Intel C6/C7 Power State Support
Operating temperature0°C ~ 50°C
ProtectionsOver Voltage Protection Under Voltage Protection Over Current Protection Short Circuit Protection Over Power Protection Over Temperature Protection
Cooling135mm Rifle Bearing Fan (NR135L)
Semi-passive operation
Fully Japanese Caps
ComplianceATX12V v2.4 , EPS 2.92
Warranty7 years

According to Corsair, all protection features are available, including OTP (Over Temperature Protection). The 135mm rifle bearing fan is the same as the the one used by the RMx models. Finally, our sources informed us that the hold-up time will be in line with the ATX spec's requirements (17ms under full load).

Above is the power specs of the entire new TX-M line, which includes four members with capacities ranging from 550W to 850W.

All TX units come with a single EPS connector. In our opinion, the 750W and 850W models should be equipped with a pair of them. The number of PCIe connectors is satisfactory, however, for all members of the line.

The TX-M units will be quite affordable, which, combined with their Gold efficiency and the seven-year warranty, will make them a good choice for people on a tight budget who still need a good PSU.

A peak at the internals of the TX750M and TX850M units shows good quality caps and a number of polymer ones. For a description of the parts, take a look at the following image:

Contributing Editor

Aris Mpitziopoulos is a Contributing Editor at Tom's Hardware US, covering PSUs.

  • termathor
    Seems a bold marketing to:
    - have the HX with no corsairlink at all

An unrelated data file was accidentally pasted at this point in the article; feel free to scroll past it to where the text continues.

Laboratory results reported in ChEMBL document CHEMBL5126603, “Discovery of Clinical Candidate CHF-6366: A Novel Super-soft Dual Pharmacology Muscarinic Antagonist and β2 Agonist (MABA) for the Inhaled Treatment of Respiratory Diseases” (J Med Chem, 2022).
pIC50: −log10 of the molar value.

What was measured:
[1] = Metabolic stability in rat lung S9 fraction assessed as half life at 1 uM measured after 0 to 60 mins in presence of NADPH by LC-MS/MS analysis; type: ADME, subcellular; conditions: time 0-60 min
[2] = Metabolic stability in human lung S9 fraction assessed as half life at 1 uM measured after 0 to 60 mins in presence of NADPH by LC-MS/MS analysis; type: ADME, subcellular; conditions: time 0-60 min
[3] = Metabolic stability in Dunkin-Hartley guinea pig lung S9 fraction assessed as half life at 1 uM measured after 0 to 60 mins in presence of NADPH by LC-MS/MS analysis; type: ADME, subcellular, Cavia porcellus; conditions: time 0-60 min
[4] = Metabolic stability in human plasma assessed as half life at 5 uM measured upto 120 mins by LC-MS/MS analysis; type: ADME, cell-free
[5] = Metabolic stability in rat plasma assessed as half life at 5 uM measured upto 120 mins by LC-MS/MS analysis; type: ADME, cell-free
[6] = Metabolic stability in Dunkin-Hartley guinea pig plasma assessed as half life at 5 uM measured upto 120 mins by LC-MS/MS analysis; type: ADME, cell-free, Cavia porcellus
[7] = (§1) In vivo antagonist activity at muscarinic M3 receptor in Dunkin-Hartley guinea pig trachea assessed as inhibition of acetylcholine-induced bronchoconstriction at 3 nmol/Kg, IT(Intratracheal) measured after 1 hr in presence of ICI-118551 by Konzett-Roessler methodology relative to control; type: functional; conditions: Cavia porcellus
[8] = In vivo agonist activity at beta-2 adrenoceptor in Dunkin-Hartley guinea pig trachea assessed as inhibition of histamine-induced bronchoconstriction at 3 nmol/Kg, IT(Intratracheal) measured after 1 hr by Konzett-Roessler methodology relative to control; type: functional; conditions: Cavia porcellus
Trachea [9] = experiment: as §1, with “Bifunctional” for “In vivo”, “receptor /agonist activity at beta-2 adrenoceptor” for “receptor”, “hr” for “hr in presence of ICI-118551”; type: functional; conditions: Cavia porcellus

- re-use the old models letter. Very confusing. Wasn't there enough 2 letters combination to cover the need or what ?
  • randomizer
    Still rocking a 9 year old HX520. The only problem I have with it is that it's missing too many newer connectors. I've run out of 4-pin cables to use with adapters.
  • jonnyguru
    19109869 said:
    Seems a bold marketing to:
    - have the HX with no corsairlink at all
    - re-use the old models letter. Very confusing. Wasn't there enough 2 letters combination to cover the need or what ?

    We know that some people use link and others don't based on the RMx vs. RMi sales. Currently, we don't offer the same with HX. We only offer HXi. While the AX is a decent Platinum, non-Link solution, it's an antiquated platform we need to move beyond.

    TX-M replaces CS-M. TX-M died without a proper burial. TX-M had 105°C, all Japanese caps, a 50°C operating temperature and 16ms hold up time. When it was discontinued, we continued to offer CX for Bronze and RM for Gold, but nothing to directly replace the TX, and this caused some concern. The CS-M was good, but with only the Primaries as Japanese, the 40°C rating and 10ms hold up time, it didn't really warrant the TX nomenclature. Now that we've been able to give all of these features to a CS-M price point, we feel more confident using the TX-M branding once again.
  • Lordos
    @randomizer: same here! Great psu, it even survived when I shorted fdd power pins by mistake (oh that pesky fdd power connectors), fdd cable melted down but psu survived :)